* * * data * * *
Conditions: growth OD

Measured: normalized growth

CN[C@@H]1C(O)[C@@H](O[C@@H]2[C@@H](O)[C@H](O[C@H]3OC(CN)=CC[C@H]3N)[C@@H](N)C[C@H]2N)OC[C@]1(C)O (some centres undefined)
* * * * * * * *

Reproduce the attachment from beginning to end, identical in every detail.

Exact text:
Conditions: growth OD

Measured: normalized growth

CN[C@@H]1C(O)[C@@H](O[C@@H]2[C@@H](O)[C@H](O[C@H]3OC(CN)=CC[C@H]3N)[C@@H](N)C[C@H]2N)OC[C@]1(C)O (some centres undefined)